Stick Figures

May the Muse Be With You: What I Do When She Is

imageYes I do imagine my muse to be a tiny Woodstock-sounding thing, buzzing about my shoulders, and she won’t shut up.  Just before NJRW’s February writing challenge, she ripped me away from a speculative WIP to write my first contemporary YA since high school.  I won’t give specifics now, but I’m feeling very good about this one and thus owe a lot to that buzz in my ear.

Usually, I will take months to plan a book, but with the writing challenge so close and the muse so insistent (swatting the air over my shoulder), I decided to take the plunge and just write.  With only two days of intense planning under my belt, I wrote, mapping out scenes as I came upon them and then drafting in earnest.  This was how this book wanted to be written and written fast.

My last WIP, in contrast, felt like a long push uphill.  For this paranormal romance, I spent a long time mapping out characters, plotting, re-plotting, creating scene cards, etc., so when it came to the actual writing I felt constrained by that structure.  I had to tear everything down more than once and even started the manuscript over, dumping 15,000 words in the process.  Currently, I feel very good about this quirky paranormal, but it was a long haul.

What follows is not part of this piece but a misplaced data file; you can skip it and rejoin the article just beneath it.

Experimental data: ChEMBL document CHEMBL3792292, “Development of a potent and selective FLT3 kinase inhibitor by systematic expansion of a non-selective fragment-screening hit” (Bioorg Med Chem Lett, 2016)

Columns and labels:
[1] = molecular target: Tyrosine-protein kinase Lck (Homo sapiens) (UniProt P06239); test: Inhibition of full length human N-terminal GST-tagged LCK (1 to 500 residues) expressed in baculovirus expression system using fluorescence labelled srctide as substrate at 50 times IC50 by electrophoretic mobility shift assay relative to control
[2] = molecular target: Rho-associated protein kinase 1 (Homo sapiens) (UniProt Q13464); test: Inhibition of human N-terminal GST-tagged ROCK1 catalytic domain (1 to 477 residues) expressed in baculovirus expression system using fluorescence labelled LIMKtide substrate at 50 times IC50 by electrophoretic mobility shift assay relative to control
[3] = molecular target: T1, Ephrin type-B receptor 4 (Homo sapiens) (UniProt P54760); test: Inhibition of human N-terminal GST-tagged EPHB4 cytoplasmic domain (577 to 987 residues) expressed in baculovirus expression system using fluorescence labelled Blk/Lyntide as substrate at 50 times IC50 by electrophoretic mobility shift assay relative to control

Lesson learned?  Some books will be a push no matter what, but it helps to leave more breathing room than I’ve been as of late.  My characters will always find a way to undermine my best-laid plans because they want to drive the plot, and more power to ’em.

How insistent is your muse?  Is she monotone or melodic–does she push you in the same manner through every book?

Michelle Joyce Bond

Writing

NJRW’s 30K Writing Challenge Complete!

30k-write-a-way1I just cleared NJRW’s 30K writing challenge for the month of February–JeRoWriMo! Thank god for canned food and classic Nintendo which kept my husband alive while the laptop ate my brain.  Love you, Dave.  🙂

Also, thanks to everyone in the JeRoWriMo loop who kept me super motivated so I could stay up way past my teacherly bedtime and listen to my muse.

Michelle Joyce Bond